The walk was mostly uphill as the Asylum was built into an old keep with a commanding view of the surrounding valley. There did not seem to be a guard anywhere, and as they approached old men dressed in stained white sacks with a belt about the waist shied away from them. The building itself was enormous, with stone steps leading up to a huge two-paneled wooden door. Two workers dangled from ropes up to the right, applying another layer of white paint to walls already so thick with ancient layers that it was beginning to fail and pit in places. “Jack,” Annie whispered. “Wow.” “Yeah, wow,” Jack said. He had been prepared for anything, but the age of the building took his breath away. He was a year away from declaring his major but he had been studying pre-archeology with a minor in history and he thought he would be prepared for anything. He had been ready for the asylum to be dingy and dirty, and he had been prepared for it to be shiny and new. What he hadn’t been prepared for was the impression that the building was so old. Clean, maintained, working, but ancient. It had already stood here for centuries and by the time Jack got back to his own century it would still be in this spot, centuries older still.
A man came walking down the stairs. He was dressed in a black, open robe, under which he wore a tired but clean suit that looked surprisingly modern. His eyes examined them. “Are you here to visit a relative?” he asked. His accent was very thick.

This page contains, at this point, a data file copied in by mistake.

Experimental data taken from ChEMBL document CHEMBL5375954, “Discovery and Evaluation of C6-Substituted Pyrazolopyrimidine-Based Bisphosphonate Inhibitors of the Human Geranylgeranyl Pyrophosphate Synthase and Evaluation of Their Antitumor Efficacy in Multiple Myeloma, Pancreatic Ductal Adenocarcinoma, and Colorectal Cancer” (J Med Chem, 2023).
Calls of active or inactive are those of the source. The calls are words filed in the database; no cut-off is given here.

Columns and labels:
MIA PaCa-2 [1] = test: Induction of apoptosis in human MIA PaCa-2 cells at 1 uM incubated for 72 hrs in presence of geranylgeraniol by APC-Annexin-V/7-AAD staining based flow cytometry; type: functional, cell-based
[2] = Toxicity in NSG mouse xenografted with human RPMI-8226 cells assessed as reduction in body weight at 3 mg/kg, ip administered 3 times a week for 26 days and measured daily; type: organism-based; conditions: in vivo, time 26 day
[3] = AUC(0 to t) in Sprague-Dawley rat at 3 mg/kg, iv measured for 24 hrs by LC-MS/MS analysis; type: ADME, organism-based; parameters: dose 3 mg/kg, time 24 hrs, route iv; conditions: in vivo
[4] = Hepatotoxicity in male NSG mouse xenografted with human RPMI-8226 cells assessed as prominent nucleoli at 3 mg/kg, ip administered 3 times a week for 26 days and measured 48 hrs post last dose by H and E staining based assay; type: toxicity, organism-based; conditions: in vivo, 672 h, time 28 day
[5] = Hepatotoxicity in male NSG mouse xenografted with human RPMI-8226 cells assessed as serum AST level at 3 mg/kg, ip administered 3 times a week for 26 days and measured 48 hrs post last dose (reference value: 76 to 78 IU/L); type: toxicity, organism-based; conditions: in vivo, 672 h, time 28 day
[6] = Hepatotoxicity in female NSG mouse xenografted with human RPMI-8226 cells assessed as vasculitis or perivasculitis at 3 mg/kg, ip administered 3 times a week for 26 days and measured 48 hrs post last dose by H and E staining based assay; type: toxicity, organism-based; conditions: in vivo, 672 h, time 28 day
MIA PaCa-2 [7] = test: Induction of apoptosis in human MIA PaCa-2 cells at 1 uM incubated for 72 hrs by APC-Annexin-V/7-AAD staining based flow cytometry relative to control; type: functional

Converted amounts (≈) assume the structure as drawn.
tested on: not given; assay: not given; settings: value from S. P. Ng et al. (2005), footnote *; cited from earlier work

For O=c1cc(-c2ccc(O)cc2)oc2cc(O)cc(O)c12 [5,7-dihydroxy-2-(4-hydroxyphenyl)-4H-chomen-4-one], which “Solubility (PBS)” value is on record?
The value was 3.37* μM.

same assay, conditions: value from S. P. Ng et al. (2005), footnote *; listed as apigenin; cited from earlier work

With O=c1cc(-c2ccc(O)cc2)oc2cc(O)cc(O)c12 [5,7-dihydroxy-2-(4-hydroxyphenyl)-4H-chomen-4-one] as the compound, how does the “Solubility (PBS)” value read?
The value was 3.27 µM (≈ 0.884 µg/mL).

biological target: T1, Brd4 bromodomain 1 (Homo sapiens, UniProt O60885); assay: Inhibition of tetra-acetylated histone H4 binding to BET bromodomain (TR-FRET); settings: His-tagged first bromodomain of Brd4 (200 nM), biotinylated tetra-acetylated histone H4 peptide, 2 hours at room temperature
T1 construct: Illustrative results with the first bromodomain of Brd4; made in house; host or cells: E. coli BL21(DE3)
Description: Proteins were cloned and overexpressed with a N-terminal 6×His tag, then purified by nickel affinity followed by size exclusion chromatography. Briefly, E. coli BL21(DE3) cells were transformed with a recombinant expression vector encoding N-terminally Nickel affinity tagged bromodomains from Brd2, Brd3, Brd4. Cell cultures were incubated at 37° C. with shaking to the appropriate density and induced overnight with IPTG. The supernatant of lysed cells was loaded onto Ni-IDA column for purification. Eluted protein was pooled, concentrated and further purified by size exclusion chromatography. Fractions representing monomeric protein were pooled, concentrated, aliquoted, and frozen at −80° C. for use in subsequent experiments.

“Are you the Abbe’ de Coulmier?” Annie asked.
“That would be me, yes.”
“We’ve come to talk to the Marquis.”
“Which one? We have four,” the Abbe said gently.
“Monsieur de Sade,” Jack said.
“Ah.” The Abbe looked concerned for a moment, especially at Annie. “Yes, well, the Marquis is currently directing one of his plays. Preparing it for an opening show tonight. You are aware of it?” Jack and Annie shook their heads. “Ah, you shall see. He is quite harmless, although perhaps you should see for yourself. You are… pilgrims of the Marquis’ art?”
“Critics,” Annie said suddenly. “Of his literature.”
“Oh, well, the Marquis does love to speak of it. Shall I… show you to him?”
Annie said, “We would be delighted.”
Chapter 3: The Divine Marquis.
The Abbe’ de Coulmier led Jack and Annie into a corridor lined with closed doors. Jack knew very little about ancient insane asylums, but what he did know led him expect shrieks and gibbers and mad howlings. None of that seemed to be happening at Chareton. The hallways were quiet, the few people they passed calm and shy. “How many patients are here?” Annie asked.
“We have about four hundred all told. Many of them, like the Marquis, are capable of conversation and even thought. The Marquis, you know, is something of an enigma. He seems fully sane, but his power is such that he cannot be let loose.”
“Power?” Jack asked.